Aug 07, 2009 at 07:05 PM
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SMI's Bad Day Sheds Light on Sponsorships

On the same day that Speedway Motorsports Inc announced a Q2 $22 Million loss, one of its biggest clients, Lowe's, confirmed it would not be coming back as title sponsor of the Charlotte Motor Speedway. The street took notice as SMI's stock was off 5% on the day. While SMI does not break out sponsorship revenue specifically, some interesting tidbits from the 8-K.

On long term contracts:

Many of our sponsorships and other corporate marketing contracts are for multiple years, which helps provide revenue and other financial stability. We believe the attractive demographics surrounding motorsports and our premier markets, where we own first class facilities, continue to provide substantial opportunities for increasing our number of longer-term sponsorship partners and commitments.

On Lowe's CMS naming rights:

The Company’s naming rights agreement that renamed Charlotte Motor Speedway as Lowe’s Motor Speedway is presently scheduled to expire in the first quarter 2010. The Company has been informed that the facility naming rights agreement will not be renewed, although negotiations for an enhanced company-wide marketing agreement are ongoing. The expiring agreement provides significant contracted revenues, and there can be no assurance the Company will execute any agreements on acceptable terms. Upon contract expiration, the Company expects to incur costs for renaming the speedway facility, and associated promotional signage and materials, and remaining merchandise inventory, if any. At this time, the Company does not expect these costs to have a material adverse effect on the Company’s future financial condition, operating results or cash flows.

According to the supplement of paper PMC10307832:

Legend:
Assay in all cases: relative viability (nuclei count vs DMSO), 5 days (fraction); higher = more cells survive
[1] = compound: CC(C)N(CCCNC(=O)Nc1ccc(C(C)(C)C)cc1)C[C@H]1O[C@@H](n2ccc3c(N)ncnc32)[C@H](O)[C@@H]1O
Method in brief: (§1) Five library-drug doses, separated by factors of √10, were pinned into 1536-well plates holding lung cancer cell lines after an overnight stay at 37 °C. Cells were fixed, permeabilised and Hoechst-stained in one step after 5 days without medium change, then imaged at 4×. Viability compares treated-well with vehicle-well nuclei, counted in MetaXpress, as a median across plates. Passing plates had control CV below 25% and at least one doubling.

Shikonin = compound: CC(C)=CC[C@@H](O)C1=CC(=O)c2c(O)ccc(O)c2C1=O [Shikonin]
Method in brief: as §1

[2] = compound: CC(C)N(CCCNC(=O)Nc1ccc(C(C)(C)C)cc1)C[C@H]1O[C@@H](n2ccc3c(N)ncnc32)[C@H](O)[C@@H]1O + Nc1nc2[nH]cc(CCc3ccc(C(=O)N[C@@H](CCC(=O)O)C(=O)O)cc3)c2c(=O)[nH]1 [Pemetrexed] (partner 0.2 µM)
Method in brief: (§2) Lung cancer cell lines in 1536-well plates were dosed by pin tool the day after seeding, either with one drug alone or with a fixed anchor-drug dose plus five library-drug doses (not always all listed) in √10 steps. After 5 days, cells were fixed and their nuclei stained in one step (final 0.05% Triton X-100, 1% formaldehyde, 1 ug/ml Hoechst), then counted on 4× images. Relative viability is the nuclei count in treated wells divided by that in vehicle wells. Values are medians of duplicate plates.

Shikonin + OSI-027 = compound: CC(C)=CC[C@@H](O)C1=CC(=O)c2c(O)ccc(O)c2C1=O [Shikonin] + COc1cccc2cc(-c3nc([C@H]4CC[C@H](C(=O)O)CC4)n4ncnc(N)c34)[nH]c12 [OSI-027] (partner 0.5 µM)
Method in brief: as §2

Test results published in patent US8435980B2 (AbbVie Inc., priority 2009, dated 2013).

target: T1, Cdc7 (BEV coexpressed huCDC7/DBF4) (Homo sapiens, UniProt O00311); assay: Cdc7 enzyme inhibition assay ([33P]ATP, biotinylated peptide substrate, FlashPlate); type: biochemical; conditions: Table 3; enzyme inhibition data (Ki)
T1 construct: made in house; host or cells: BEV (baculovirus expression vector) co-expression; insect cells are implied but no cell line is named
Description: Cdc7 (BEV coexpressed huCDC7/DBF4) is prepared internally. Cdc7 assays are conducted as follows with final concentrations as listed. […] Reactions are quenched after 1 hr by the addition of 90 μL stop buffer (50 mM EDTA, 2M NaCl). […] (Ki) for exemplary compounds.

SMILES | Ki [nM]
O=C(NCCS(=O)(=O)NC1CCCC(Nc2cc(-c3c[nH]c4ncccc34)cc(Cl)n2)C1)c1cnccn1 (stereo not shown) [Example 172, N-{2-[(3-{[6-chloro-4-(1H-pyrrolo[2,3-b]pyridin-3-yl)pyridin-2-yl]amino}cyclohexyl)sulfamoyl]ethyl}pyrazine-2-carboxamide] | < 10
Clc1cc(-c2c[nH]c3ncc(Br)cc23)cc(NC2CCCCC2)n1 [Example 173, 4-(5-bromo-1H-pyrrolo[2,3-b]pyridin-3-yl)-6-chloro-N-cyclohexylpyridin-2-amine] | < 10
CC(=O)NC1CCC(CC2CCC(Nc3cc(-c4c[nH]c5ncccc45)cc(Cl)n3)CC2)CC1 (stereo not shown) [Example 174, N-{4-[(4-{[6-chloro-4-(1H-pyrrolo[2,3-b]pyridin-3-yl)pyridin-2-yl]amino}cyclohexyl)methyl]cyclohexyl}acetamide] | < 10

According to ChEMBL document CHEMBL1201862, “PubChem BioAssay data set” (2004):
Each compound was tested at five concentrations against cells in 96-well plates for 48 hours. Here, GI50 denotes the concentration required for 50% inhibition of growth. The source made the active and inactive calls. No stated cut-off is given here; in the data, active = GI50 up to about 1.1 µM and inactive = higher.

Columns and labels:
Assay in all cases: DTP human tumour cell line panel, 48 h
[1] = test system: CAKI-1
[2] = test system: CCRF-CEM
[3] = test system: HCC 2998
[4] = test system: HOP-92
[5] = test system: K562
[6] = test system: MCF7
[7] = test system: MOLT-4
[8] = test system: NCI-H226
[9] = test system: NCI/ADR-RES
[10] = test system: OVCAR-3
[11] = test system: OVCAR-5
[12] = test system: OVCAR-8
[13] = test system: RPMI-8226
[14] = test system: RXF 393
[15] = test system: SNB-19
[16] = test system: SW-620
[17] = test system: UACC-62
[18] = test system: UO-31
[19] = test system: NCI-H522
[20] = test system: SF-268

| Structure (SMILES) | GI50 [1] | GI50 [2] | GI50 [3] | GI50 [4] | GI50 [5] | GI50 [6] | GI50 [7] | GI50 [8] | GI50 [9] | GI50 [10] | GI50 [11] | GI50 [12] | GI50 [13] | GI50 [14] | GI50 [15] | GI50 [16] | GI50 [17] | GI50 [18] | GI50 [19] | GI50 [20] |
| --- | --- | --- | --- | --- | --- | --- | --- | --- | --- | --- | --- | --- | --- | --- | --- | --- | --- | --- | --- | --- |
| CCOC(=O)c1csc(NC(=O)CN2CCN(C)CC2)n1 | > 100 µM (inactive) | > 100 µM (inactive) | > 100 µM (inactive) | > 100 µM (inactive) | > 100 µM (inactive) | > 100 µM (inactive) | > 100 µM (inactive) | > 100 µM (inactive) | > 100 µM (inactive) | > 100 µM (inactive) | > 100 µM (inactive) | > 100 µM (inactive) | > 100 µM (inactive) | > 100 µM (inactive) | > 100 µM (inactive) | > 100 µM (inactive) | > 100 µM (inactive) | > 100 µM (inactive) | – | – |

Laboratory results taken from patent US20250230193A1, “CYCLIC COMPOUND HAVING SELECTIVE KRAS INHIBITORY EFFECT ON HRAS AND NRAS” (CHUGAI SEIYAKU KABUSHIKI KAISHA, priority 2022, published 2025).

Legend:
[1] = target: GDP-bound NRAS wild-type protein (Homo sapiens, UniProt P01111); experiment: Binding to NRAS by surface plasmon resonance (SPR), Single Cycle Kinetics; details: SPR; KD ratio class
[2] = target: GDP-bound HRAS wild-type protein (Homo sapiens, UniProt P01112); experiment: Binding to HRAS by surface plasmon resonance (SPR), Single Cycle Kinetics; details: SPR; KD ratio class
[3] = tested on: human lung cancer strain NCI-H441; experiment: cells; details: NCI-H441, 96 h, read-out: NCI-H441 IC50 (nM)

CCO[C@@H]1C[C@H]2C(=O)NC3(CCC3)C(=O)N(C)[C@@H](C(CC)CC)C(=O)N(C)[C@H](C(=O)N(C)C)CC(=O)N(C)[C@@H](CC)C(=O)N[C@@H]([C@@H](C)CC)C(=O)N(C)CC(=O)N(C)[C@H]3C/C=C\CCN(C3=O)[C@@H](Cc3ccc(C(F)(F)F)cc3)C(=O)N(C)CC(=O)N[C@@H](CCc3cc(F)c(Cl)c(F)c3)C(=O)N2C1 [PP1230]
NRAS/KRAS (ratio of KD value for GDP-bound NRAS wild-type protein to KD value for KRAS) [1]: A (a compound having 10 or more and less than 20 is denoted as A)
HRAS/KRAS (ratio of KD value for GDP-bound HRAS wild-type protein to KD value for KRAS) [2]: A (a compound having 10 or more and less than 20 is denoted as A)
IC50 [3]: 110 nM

On sponsorship inventory:

All of the Company’s 2009, and most of its 2010, NASCAR Sprint Cup and Nationwide Series event sponsorships are already sold.

On team sponsorship:

Certain NASCAR Sprint Cup and Nationwide race team owners have recently announced difficulties in securing adequate sponsorship funding for this and possibly future racing seasons. It is believed that these difficult economic and market factors are resulting in delayed decisions regarding race team sponsorship by certain current and potential new sponsors. Without adequate sponsorship funding, some team owners could decide not to operate, participate in fewer races, or operate fewer racecars for multi-car teams. A reduced number of racing competitors, particularly popular drivers, could lessen on-track competition and the appeal of racing. Also, new or changed racing teams could be formed with drivers that generate less fan interest or race less competitively. These and similar factors can affect attendance at NASCAR Sprint Cup and Nationwide racing events, as well as corporate marketing interest, that can significantly impact our operating results.